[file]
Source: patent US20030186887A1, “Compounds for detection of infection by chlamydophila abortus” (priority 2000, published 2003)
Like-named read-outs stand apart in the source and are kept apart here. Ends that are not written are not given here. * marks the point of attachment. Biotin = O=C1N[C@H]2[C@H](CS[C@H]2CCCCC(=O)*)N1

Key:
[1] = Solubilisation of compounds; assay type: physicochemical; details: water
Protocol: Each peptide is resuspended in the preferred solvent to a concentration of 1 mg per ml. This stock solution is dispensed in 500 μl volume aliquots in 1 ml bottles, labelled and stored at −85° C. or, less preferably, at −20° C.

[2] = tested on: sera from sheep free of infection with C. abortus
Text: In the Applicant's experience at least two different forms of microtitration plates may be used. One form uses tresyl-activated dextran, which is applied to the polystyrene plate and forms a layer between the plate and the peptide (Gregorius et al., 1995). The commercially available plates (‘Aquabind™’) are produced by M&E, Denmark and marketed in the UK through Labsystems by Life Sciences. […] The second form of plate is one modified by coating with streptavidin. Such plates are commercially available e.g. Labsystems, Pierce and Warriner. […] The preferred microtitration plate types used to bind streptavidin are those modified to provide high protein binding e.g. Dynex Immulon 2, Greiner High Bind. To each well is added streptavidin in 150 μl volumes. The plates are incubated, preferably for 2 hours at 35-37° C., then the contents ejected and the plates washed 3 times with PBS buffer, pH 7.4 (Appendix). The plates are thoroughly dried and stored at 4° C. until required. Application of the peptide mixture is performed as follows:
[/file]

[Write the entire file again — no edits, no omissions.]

Source: patent US20030186887A1, “Compounds for detection of infection by chlamydophila abortus” (priority 2000, published 2003)
Like-named read-outs stand apart in the source and are kept apart here. Ends that are not written are not given here. * marks the point of attachment. Biotin = O=C1N[C@H]2[C@H](CS[C@H]2CCCCC(=O)*)N1

Key:
[1] = Solubilisation of compounds; assay type: physicochemical; details: water
Protocol: Each peptide is resuspended in the preferred solvent to a concentration of 1 mg per ml. This stock solution is dispensed in 500 μl volume aliquots in 1 ml bottles, labelled and stored at −85° C. or, less preferably, at −20° C.

[2] = tested on: sera from sheep free of infection with C. abortus
Text: In the Applicant's experience at least two different forms of microtitration plates may be used. One form uses tresyl-activated dextran, which is applied to the polystyrene plate and forms a layer between the plate and the peptide (Gregorius et al., 1995). The commercially available plates (‘Aquabind™’) are produced by M&E, Denmark and marketed in the UK through Labsystems by Life Sciences. […] The second form of plate is one modified by coating with streptavidin. Such plates are commercially available e.g. Labsystems, Pierce and Warriner. […] The preferred microtitration plate types used to bind streptavidin are those modified to provide high protein binding e.g. Dynex Immulon 2, Greiner High Bind. To each well is added streptavidin in 150 μl volumes. The plates are incubated, preferably for 2 hours at 35-37° C., then the contents ejected and the plates washed 3 times with PBS buffer, pH 7.4 (Appendix). The plates are thoroughly dried and stored at 4° C. until required. Application of the peptide mixture is performed as follows: